OKLAHOMA CITY — The first time I was called a nigger to my face was by a fellow camper at a Southern Baptist Convention retreat near Oklahoma City. I was 13, and it was 1995. Devastated, I complained to a counselor who suggested I pray for the ability to turn the other cheek. Since then, I have done just that and more: I’ve been an ordained minister in the convention for almost a decade.(I’m sorry that young Lawrence was insulted by a fellow camper at the age of 13, but it hasn’t ruined his life).
But I’ve had enough. Today I am officially renouncing my ordination in the Southern Baptist Convention…My reasoning is simple: As a black scholar of race and a minister who is committed to social justice, I can no longer be part of an organization that is complicit in the disturbing rise of the so-called alt-right, whose members support the abhorrent policies of Donald Trump and whose troubling racial history and current actions reveal a deep commitment to white supremacy.So let’s break this down.
An incident last month has compelled me not only to leave, but also to explain why. During the Southern Baptist Convention’s annual meeting, Dwight McKissic, a prominent black pastor in Arlington, Tex., introduced a resolution that denounced white supremacy and the “retrograde ideologies, xenophobic biases and racial bigotries of the so-called alt-right.” The resolution should have been immediately adopted. It was not.A contingent of predominantly white, old-guard members refused to take the resolution seriously, even while many black and progressive clergy members advocated its adoption. It was not until chaos ensued that a reworded resolution vowing to “decry every form of racism, including alt-right white supremacy, as antithetical to the Gospel of Jesus Christ” was adopted. [Links in original]So the Southern Baptist Convention adopted the resolution, but Ware objects that they didn’t adopt it immediately! And, some didn’t take it seriously. And I guess all that “parliamentary procedure” slows things down. But it finally was adopted overwhelmingly. In fact, Ware’s own op-ed contains a photo of almost entirely white SBC messengers (delegates) holding up green cards to denounce the Alt Right. Isn’t that a victory?Oh, but something else occurred at the convention…
What sort of “activists” were they? What were they doing to get “thrown out”? How is the denomination “failing its L.G.B.T.Q. members?” Does Ware object to the fact that the Southern Baptist Convention regards homosexuality as a sin? This is not made clear. Whatever the case, for Ware it was the straw that broke the camel’s back.
What’s more, while they hesitated to adopt a resolution that condemned white supremacy, they did not hesitate to throw out activists who tried to raise awareness about the ways in which the convention fails its L.G.B.T.Q. members.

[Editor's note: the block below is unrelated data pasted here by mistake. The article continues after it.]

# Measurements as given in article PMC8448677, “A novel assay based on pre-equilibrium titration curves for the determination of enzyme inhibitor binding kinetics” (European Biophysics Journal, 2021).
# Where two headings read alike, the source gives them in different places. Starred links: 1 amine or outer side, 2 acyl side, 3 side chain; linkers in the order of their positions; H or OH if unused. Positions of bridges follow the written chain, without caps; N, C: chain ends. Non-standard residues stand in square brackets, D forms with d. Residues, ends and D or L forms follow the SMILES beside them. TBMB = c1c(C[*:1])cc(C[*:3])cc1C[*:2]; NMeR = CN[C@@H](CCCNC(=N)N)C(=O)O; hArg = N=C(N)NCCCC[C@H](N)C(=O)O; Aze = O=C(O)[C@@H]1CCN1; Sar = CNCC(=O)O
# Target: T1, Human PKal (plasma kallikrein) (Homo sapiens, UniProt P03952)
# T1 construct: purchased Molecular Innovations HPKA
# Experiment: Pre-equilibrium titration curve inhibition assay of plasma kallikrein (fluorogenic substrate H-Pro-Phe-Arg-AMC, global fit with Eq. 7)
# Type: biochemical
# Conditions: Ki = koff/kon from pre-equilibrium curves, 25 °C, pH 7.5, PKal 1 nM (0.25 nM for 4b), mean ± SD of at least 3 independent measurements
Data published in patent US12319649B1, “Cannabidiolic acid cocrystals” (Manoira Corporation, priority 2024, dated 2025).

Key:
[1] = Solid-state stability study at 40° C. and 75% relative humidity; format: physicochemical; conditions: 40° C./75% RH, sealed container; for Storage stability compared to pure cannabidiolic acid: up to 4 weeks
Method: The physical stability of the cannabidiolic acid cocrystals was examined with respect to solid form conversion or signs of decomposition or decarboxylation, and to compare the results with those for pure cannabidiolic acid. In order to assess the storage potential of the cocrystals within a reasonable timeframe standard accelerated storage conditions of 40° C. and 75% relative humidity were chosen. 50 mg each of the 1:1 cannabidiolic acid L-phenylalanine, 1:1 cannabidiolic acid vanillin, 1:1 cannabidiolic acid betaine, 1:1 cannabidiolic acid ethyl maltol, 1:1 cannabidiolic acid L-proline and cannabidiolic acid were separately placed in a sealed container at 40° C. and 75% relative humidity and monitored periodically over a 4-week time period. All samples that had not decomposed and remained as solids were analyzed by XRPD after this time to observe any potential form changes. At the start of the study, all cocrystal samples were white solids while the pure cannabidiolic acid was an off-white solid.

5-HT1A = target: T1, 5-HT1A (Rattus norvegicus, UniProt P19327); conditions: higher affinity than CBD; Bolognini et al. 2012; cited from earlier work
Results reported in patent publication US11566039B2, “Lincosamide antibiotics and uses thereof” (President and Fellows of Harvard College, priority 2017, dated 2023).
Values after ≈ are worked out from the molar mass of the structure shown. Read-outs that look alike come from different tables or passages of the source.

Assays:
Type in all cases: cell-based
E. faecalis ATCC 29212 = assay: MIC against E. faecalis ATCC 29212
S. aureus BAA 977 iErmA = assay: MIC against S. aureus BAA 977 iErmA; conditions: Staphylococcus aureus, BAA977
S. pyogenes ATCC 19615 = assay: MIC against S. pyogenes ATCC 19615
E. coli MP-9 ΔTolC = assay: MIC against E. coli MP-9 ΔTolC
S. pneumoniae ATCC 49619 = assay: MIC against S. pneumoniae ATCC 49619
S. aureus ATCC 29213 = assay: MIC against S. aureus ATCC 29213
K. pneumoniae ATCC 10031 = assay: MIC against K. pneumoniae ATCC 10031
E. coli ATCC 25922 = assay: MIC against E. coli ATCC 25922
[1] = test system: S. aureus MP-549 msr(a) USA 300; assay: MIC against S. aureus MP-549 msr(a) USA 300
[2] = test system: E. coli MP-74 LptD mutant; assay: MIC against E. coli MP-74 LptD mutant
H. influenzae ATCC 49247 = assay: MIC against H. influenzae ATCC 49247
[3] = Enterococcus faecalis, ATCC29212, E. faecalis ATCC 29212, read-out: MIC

For me, the damage had been done. I wasn’t at the meeting, but after I heard about what happened, it became clear to me that it was time to go. I don’t know why I stayed so long.It sounds like Ware was just waiting for something to set him off.
This is just the most recent example of the kind of retrograde thinking on race by convention members. In April, five white professors at Southwestern Baptist Theological Seminary in Fort Worth dressed in a way that mimicked gangsta rappers. They posed for a picture wearing hoodies, hats to the side and flashy necklaces. One of the professors was holding what looked like a gun.Ware is referring to a recent tempest in a teapot involving the School of Preaching at the denomination’s Southwestern Baptist Theological Seminary. Some professors, to bid farewell to a colleague who was leaving, posed for a photograph dressed up like rappers.It does look ridiculous, but it was decried “for portraying African-Americans as criminals”.[ Q: Who Shouldn't Dress Up as Black Gang Members? A: White religion professors, as Southwest Baptist Theological Seminary has learned. By Scott Jaschik, InsideHigherED, April 27, 2017]Huh? How do African-American rappers portray themselves?Of course, Southwestern rolled right over.
The university president apologized and lamented the “moment of bad judgment,” but nothing meaningful was done. To me, their performance constituted more than bad judgment. Mockingly stereotyping African-Americans revealed the moral bankruptcy of their souls. These men are responsible for preparing ministers for the work of the church, after all.Then Ware gets back to Trump-bashing.
Sadly, they are in good company. In April, the Pew Research Center reported that 78 percent of white evangelicals, many of whom are Southern Baptists, approve of President Trump’s job performance.And that, says, Ware, cannot be tolerated.